To place your order by phone, have your VISA, MasterCard or Discover Card ready and call the toll- free number listed below between 8:00 am and 10:00 pm (EST), Monday thru Friday, or 9:00 am and 5:00 pm (EST), Saturday. USE THIS number only to place an order for the accessories listed on this order form. 1-800-338-0376 To place an order by mail, detach and mail the completed order form with credit card information, check or money order (in U.S currency), made payable to Thomson Consumer Electronics, Inc., to the following address.
Video Accessories P.O. Box 8419 Ronks, PA 17573 PRICES SUBJECT TO CHANGE WITHOUT NOTICE Please Allow 4 - 6 Weeks For Delivery Use VISA, MasterCard or Discover Card.
Money Order or check must be in U.S currency only. No COD or cash. Name _ _ Address _ _ City _ Zip Code _ _ ❑ Visa ❑ MasterCard ❑ Discover Credit Card Number _ Expiration Date _ _ Signature: (Required for Credit Card Orders _ _ ✄ Detach Here
1 Connections and Setup Table of Contents Preparing for Installation . 3 Installation Overview . 4 The Big Question: Should I Do This Myself . 5 General Site Survey . 5 Finding a Clear Line of Sight . 6 Where Is The Satellite, Anyway . 6 How High Up in the Sky is the Satellite . 6 Finding the Dish Pointing Coordinates . 7 Connecting the Receiver to a TV . 7 Using the Dish Pointing Menu Screen . 8 Precise Site Survey . 9 A Final Site Survey . 10 Estimating Cable Requirements . 11 Cable Estimate Procedure . 12 Dish Assembly Overview . 13 Partial Dish Assembly . 14 Setting the Elevation on the Dish .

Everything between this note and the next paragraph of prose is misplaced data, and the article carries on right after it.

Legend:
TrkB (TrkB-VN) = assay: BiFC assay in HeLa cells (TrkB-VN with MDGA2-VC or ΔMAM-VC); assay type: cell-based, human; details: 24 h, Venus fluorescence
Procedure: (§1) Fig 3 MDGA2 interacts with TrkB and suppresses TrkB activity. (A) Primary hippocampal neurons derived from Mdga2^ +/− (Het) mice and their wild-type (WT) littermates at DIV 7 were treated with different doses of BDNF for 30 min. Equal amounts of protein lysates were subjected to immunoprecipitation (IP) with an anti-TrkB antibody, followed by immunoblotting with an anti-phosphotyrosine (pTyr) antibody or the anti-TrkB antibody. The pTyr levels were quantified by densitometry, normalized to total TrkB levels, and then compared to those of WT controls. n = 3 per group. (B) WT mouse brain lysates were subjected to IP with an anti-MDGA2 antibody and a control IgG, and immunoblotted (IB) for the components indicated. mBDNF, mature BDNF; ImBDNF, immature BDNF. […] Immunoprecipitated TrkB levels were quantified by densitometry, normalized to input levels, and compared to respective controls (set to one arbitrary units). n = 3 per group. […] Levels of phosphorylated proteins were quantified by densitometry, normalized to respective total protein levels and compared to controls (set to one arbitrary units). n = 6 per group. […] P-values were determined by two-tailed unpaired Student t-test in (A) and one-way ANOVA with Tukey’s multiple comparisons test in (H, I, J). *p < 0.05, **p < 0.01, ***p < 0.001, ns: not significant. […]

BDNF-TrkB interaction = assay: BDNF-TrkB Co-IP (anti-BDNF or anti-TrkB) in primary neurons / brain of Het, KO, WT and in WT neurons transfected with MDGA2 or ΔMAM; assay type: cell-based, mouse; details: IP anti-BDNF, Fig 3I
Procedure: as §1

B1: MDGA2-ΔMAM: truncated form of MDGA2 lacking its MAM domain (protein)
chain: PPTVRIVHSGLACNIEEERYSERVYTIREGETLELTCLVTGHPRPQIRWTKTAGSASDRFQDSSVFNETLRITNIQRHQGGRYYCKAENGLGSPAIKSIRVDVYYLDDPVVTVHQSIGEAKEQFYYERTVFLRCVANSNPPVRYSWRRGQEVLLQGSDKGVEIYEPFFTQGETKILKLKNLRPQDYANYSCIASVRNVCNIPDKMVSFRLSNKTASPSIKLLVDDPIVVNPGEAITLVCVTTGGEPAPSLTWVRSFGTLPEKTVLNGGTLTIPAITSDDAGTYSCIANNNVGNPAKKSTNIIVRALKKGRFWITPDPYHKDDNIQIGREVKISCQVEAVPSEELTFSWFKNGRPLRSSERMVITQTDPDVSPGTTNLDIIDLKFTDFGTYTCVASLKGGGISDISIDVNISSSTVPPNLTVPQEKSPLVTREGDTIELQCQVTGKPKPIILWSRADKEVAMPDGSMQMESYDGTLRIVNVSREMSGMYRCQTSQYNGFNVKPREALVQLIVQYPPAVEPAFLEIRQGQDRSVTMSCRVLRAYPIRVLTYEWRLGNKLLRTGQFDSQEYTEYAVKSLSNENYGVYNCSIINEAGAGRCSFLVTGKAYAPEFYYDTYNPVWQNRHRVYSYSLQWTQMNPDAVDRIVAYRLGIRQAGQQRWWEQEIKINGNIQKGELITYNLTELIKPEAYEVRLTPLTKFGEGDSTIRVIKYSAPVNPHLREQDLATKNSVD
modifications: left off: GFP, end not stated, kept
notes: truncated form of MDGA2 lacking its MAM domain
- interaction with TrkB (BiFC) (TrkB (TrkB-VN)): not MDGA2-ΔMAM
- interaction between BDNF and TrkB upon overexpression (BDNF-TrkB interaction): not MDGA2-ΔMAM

14 Mounting the Mast . 15 Mounting The Mast On Solid Wood Or Lap Siding . 16 Important Considerations . 16 Mounting Instructions . 17 Installing a Spacer . 18 Mounting the Mast on Brick or Poured Concrete . 19 IMPORTANT Considerations . 19 Mounting Instructions . 19 Mounting the Mast on a Hollow or Cinder Block Wall . 20 IMPORTANT Considerations . 20 Mounting Instructions . 21 Mounting Instructions . 23 Mounting the Dish On A Pole . 23 Mounting the Mast on a Roof . 25 Step-by-step Instructions for Mounting the Mast on a Roof . 25
2 Table of Contents Final Installation . 27 Leveling the Mast . 28 Leveling Side-to-Side . 28 Leveling Front-to-Back . 29 Final Dish Assembly . 29 Routing and Grounding the Cables . 31 A Few Words About Grounding the System . 31 Running Cable Into the House . 33 Making the Final Connections . 34 Acquiring and Fine Tuning the Signal . 35 Adjusting the Azimuth and Elevation Settings . 36 Ordering Programming . 37 Troubleshooting . 38 Can’t Pick Up the Satellite Signal . 38 Temporary Satellite Signal Loss . 39 You Hear Sound While Talking on the Phone . 39 Digital Satellite System Installer's Reference .